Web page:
Further work is now being developed to confirm these findings. Field studies of brightness are taking advantage of current PFI work. In collaboration with Balfour Beatty Power Networks Ltd, questionnaires are distributed to residents before and after their street lighting is changed. A test rig is being designed to enable investigation of the visual detection lobe under different lighting conditions – this will identify effects on obstacle detection.


  • Fotios SA and Cheal C, Lighting for subsidiary streets: investigation of lamps of different SPD. Part 2 – brightness, Lighting Research and Technology, 2007; 39(3); 223-249.

  • Fotios SA and Cheal C, Lighting for subsidiary streets: investigation of lamps of different SPD. Part 1 – visual performance, Lighting Research and Technology, 2007; 39(3); 215-232.

  • Fotios SA, Street lighting: white light versus yellow light and uniformity ratio, Invited Presentation, Lighting Industry Federation, Technical Forum, 13th June 2007.

  • Fotios SA and Cheal C, Limitations to the application of the white light trade-off in street sighting, Lighting Journal, December 2006; 71(6): 24-29. (see also p5 and p17)

  • Fotios SA and Cheal C, Investigations into the white light trade-off for lighting in subsidiary streets, ILE Annual Conference, Manchester, October 2006.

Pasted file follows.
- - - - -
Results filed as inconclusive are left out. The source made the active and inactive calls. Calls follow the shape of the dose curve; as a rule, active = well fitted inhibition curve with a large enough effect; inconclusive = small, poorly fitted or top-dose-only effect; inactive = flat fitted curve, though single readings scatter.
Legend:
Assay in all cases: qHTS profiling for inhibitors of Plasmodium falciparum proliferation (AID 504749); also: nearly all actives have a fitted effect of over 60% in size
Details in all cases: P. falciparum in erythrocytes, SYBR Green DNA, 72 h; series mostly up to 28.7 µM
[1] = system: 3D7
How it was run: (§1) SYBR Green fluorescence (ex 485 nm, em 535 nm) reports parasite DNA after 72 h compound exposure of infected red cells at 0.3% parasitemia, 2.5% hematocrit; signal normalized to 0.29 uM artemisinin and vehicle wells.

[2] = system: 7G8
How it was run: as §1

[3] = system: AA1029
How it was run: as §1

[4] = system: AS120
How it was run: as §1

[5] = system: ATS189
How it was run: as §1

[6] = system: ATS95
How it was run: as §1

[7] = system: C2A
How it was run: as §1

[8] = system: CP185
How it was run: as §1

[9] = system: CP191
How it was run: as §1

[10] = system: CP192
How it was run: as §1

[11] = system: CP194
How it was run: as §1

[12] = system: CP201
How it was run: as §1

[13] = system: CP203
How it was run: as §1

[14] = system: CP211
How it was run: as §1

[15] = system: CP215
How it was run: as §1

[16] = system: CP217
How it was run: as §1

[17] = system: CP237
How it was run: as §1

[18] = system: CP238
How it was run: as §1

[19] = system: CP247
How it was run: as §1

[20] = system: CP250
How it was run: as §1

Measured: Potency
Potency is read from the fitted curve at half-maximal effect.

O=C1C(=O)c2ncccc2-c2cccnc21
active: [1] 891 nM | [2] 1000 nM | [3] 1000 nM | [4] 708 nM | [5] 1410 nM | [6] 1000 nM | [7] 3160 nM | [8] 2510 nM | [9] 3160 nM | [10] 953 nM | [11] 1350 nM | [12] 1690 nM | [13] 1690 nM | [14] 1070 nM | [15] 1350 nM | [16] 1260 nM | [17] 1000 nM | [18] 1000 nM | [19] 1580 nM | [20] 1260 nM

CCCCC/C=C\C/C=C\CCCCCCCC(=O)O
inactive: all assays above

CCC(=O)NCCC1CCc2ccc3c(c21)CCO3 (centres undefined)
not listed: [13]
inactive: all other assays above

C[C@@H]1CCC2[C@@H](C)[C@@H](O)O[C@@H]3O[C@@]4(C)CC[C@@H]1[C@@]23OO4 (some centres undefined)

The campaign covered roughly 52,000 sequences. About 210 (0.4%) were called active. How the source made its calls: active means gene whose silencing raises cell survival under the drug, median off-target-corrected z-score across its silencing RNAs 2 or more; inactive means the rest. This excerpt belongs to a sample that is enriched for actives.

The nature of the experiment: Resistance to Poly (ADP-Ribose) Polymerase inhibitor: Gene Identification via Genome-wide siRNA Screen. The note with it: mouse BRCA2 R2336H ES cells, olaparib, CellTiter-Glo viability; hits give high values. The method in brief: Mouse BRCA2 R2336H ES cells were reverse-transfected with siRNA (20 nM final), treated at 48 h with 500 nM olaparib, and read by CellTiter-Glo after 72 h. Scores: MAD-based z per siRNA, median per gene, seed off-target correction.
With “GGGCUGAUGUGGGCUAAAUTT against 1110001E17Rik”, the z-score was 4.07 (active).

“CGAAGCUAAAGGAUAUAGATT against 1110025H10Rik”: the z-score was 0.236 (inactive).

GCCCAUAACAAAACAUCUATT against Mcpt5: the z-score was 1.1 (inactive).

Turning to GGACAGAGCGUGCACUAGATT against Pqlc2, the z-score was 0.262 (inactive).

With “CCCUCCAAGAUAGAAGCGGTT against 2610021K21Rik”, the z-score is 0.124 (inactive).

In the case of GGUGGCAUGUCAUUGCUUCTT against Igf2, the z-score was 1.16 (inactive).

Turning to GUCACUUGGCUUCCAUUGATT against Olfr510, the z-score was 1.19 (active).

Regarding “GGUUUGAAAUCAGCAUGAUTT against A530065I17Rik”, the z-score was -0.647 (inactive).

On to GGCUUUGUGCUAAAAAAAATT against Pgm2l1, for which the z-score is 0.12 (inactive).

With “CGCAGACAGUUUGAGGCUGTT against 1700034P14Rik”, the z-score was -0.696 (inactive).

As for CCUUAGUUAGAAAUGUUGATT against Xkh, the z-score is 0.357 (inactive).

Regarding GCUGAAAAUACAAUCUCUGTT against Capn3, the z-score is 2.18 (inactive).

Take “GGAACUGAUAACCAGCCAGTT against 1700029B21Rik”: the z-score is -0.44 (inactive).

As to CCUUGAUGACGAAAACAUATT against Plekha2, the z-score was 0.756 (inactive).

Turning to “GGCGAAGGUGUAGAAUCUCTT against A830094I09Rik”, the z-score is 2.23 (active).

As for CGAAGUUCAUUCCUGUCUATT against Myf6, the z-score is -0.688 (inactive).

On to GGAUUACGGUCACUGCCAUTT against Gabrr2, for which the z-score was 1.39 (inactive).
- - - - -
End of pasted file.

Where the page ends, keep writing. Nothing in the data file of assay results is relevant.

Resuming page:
• Fotios SA and Cheal C, Designing for white light in subsidiary streets, Urban Nightscape 2006, annual meeting of CIE divisions 4 & 5, Athens, 21-23 September 2006, 42-44.

  • Fotios SA, Cheal C and Boyce PR, Light source spectrum, brightness perception and visual performance in pedestrian environments: a review, Lighting Research and Technology, 2005; 37(4); 271-294. (Received the Leon Gaster Award 2006 from the Society for Light & Lighting)

  • Fotios S and Cheal C, Is white light the right light?, The Lighting Journal, 70(1), 22-25. (2005)

  • Fotios SA and Cheal C, Validating the white light illuminance trade-off permitted in pedestrian lighting, Local authority Lighting 2005, The Royal Institution of Great Britain, London, 8th December 2005, ILE/Surveyor 2005.

  • Fotios SA and Cheal C, The white light illuminance trade off permitted in UK design for pedestrian areas: Can it be validated?, x028:2005: Proceedings of the CIE Symposium '05 "Vision and Lighting in Mesopic Conditions", 21 May 2005, Leon, Spain, 50-55.

  • Fotios SA, interviewed by BBC Radio Sheffield re white light costs, broadcast on news bulletins 12/10/05.

  • Fotios SA, live and recorded interviews concerning white street lighting, 19/08/2005, BBC Radio stations London, Oxford, Scotland (Good Morning Scotland), Sheffield, Cambridge, Gloucester, Wales, Leicester, and Cumbria; 3 Counties Radio and Real Radio.